Air permeability of waste in a municipal solid waste landfill
Abbreviated Journal Title
J. Environ. Eng.-ASCE
permeability; solid wastes; landfills; municipal wastes; air injection; SOIL-VAPOR EXTRACTION; GAS-FLOW; HYDRAULIC-PROPERTIES; SANITARY; LANDFILLS; MOISTURE TRANSPORT; PNEUMATIC TESTS; TEST CELLS; DESIGN; WATER; SIMULATION; Engineering, Environmental; Engineering, Civil; Environmental Sciences
The permeability of compacted municipal solid waste in a landfill with respect to air (or gas) flow was estimated using a short-term air injection test. Air was added to 1:34 vertical wells installed at three different depths at flow rates in the range of 0.14-1.4 m(3) min(-1) and the corresponding steady state pressures were recorded. The permeability of the waste with respect to airflow (described here as the air permeability) was estimated for different anisotropy ratios (k(r)/k(z) = 1, 10, and 100) using a steady state, two-dimensional, axisymmetric analytical fluid flow model in conjunction with the measured flow and pressure data. The air permeability of landfilled municipal solid waste modeled as an isotropic medium was found to range from 1.6 X 10(-13) to 3.2 X 10(-11) m(2). The estimated air permeability results were on the low end of values previously applied to model landfill gas flow. Estimated air permeability decreased significantly with increasing waste depth. The lower permeability encountered in the deeper layers was primarily attributed to the lower porosity of the waste caused by higher overburden pressures and higher moisture content of waste in deeper layers of the landfill than in shallow layers. The results suggest that multiple wells screened at different depths provide greater control of air distribution within the landfill. Leachate recirculation was documented to impact the ability to add air. In addition to limitations posed by standing water in many of the deeper wells, waste exposed to leachate recirculation was found to be significantly less permeable to air when compared to original conditions.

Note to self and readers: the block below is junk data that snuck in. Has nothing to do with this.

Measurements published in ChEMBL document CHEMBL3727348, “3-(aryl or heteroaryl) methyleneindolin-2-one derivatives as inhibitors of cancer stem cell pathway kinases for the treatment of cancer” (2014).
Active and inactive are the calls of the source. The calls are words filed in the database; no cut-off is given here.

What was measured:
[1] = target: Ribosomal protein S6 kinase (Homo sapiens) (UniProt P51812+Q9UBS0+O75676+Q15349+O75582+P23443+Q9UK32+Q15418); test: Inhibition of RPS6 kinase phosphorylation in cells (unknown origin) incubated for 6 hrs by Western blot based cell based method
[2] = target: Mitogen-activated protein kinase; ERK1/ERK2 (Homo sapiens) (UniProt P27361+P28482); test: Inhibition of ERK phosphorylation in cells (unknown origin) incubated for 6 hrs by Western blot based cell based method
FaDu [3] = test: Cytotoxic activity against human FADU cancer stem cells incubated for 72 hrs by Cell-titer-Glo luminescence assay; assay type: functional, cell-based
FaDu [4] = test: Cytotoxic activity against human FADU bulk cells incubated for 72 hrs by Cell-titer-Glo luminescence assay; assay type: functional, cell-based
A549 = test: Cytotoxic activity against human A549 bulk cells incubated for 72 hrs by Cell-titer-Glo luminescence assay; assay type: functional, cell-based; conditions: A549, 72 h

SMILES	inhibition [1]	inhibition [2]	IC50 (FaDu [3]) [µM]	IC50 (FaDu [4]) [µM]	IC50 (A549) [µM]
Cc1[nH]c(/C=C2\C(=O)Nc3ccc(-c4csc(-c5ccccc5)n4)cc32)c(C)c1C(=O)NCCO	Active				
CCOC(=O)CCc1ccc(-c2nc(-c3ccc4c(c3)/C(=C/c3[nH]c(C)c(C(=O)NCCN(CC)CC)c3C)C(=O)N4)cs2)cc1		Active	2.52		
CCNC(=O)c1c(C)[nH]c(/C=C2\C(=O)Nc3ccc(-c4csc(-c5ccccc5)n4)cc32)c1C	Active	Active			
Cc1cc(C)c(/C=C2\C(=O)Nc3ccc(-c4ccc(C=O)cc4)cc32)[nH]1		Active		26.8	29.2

Journal of Environmental Engineering-Asce
"Air permeability of waste in a municipal solid waste landfill" (2005). Faculty Bibliography 2000s. 5307.